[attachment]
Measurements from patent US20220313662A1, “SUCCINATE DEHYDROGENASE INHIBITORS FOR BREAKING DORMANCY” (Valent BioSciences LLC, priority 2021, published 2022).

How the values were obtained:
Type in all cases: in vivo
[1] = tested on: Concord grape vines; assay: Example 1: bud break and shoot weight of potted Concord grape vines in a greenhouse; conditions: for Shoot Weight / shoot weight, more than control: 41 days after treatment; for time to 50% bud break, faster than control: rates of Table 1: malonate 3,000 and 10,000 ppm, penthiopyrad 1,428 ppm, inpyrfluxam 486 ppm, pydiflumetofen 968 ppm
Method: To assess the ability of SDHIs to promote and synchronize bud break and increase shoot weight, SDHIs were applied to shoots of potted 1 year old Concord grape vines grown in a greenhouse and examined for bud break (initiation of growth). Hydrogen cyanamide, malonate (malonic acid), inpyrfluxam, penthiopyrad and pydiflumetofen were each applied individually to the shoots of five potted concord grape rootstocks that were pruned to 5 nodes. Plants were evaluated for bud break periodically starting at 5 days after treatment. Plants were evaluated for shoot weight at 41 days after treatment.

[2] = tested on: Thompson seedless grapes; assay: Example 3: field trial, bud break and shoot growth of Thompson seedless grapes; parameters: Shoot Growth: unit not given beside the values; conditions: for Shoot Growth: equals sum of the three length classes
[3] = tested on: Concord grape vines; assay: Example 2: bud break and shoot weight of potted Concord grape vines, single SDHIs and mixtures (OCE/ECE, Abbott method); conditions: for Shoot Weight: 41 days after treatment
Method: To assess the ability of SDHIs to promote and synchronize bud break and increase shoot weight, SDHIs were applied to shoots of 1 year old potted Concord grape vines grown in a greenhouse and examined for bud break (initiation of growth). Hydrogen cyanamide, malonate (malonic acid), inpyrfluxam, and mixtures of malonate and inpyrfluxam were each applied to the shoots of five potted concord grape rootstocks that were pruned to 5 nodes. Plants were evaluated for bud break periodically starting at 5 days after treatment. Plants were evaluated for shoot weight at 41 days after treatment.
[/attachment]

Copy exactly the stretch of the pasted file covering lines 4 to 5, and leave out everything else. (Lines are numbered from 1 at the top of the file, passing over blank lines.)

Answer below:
[1] = tested on: Concord grape vines; assay: Example 1: bud break and shoot weight of potted Concord grape vines in a greenhouse; conditions: for Shoot Weight / shoot weight, more than control: 41 days after treatment; for time to 50% bud break, faster than control: rates of Table 1: malonate 3,000 and 10,000 ppm, penthiopyrad 1,428 ppm, inpyrfluxam 486 ppm, pydiflumetofen 968 ppm
Method: To assess the ability of SDHIs to promote and synchronize bud break and increase shoot weight, SDHIs were applied to shoots of potted 1 year old Concord grape vines grown in a greenhouse and examined for bud break (initiation of growth). Hydrogen cyanamide, malonate (malonic acid), inpyrfluxam, penthiopyrad and pydiflumetofen were each applied individually to the shoots of five potted concord grape rootstocks that were pruned to 5 nodes. Plants were evaluated for bud break periodically starting at 5 days after treatment. Plants were evaluated for shoot weight at 41 days after treatment.